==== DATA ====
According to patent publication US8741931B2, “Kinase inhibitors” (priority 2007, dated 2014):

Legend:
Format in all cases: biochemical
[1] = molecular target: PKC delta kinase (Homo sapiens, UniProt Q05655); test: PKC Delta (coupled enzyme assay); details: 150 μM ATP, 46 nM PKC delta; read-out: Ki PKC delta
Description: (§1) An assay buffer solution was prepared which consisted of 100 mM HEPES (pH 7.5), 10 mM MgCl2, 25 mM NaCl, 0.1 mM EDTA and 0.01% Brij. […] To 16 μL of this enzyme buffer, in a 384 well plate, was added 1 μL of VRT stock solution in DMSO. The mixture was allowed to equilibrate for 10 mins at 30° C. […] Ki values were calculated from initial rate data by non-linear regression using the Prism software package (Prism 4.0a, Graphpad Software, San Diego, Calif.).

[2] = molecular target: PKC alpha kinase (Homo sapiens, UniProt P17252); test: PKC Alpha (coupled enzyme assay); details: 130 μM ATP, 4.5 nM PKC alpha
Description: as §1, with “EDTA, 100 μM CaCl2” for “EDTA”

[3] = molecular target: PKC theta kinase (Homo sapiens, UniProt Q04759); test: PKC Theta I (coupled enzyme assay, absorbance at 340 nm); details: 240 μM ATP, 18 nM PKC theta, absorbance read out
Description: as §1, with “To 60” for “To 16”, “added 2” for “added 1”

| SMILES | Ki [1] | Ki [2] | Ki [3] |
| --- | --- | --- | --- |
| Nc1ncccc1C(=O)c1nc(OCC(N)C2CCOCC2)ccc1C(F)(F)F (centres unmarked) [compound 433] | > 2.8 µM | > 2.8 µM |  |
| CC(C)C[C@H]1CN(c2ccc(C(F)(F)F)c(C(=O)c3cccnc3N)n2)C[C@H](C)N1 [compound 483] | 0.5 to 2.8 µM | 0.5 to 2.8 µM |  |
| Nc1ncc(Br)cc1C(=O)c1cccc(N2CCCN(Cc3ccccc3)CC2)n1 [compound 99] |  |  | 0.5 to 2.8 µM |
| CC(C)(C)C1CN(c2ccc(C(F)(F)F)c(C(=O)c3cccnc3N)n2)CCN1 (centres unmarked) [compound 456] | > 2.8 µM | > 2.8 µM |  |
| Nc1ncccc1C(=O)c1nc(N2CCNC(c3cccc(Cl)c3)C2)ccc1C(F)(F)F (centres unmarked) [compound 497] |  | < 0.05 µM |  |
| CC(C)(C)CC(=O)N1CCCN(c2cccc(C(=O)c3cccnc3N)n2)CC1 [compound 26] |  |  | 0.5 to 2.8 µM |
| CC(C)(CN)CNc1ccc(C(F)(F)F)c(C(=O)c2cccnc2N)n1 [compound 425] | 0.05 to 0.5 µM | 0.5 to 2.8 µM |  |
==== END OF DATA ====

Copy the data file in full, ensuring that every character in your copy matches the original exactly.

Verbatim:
According to patent publication US8741931B2, “Kinase inhibitors” (priority 2007, dated 2014):

Legend:
Format in all cases: biochemical
[1] = molecular target: PKC delta kinase (Homo sapiens, UniProt Q05655); test: PKC Delta (coupled enzyme assay); details: 150 μM ATP, 46 nM PKC delta; read-out: Ki PKC delta
Description: (§1) An assay buffer solution was prepared which consisted of 100 mM HEPES (pH 7.5), 10 mM MgCl2, 25 mM NaCl, 0.1 mM EDTA and 0.01% Brij. […] To 16 μL of this enzyme buffer, in a 384 well plate, was added 1 μL of VRT stock solution in DMSO. The mixture was allowed to equilibrate for 10 mins at 30° C. […] Ki values were calculated from initial rate data by non-linear regression using the Prism software package (Prism 4.0a, Graphpad Software, San Diego, Calif.).

[2] = molecular target: PKC alpha kinase (Homo sapiens, UniProt P17252); test: PKC Alpha (coupled enzyme assay); details: 130 μM ATP, 4.5 nM PKC alpha
Description: as §1, with “EDTA, 100 μM CaCl2” for “EDTA”

[3] = molecular target: PKC theta kinase (Homo sapiens, UniProt Q04759); test: PKC Theta I (coupled enzyme assay, absorbance at 340 nm); details: 240 μM ATP, 18 nM PKC theta, absorbance read out
Description: as §1, with “To 60” for “To 16”, “added 2” for “added 1”

| SMILES | Ki [1] | Ki [2] | Ki [3] |
| --- | --- | --- | --- |
| Nc1ncccc1C(=O)c1nc(OCC(N)C2CCOCC2)ccc1C(F)(F)F (centres unmarked) [compound 433] | > 2.8 µM | > 2.8 µM |  |
| CC(C)C[C@H]1CN(c2ccc(C(F)(F)F)c(C(=O)c3cccnc3N)n2)C[C@H](C)N1 [compound 483] | 0.5 to 2.8 µM | 0.5 to 2.8 µM |  |
| Nc1ncc(Br)cc1C(=O)c1cccc(N2CCCN(Cc3ccccc3)CC2)n1 [compound 99] |  |  | 0.5 to 2.8 µM |
| CC(C)(C)C1CN(c2ccc(C(F)(F)F)c(C(=O)c3cccnc3N)n2)CCN1 (centres unmarked) [compound 456] | > 2.8 µM | > 2.8 µM |  |
| Nc1ncccc1C(=O)c1nc(N2CCNC(c3cccc(Cl)c3)C2)ccc1C(F)(F)F (centres unmarked) [compound 497] |  | < 0.05 µM |  |
| CC(C)(C)CC(=O)N1CCCN(c2cccc(C(=O)c3cccnc3N)n2)CC1 [compound 26] |  |  | 0.5 to 2.8 µM |
| CC(C)(CN)CNc1ccc(C(F)(F)F)c(C(=O)c2cccnc2N)n1 [compound 425] | 0.05 to 0.5 µM | 0.5 to 2.8 µM |  |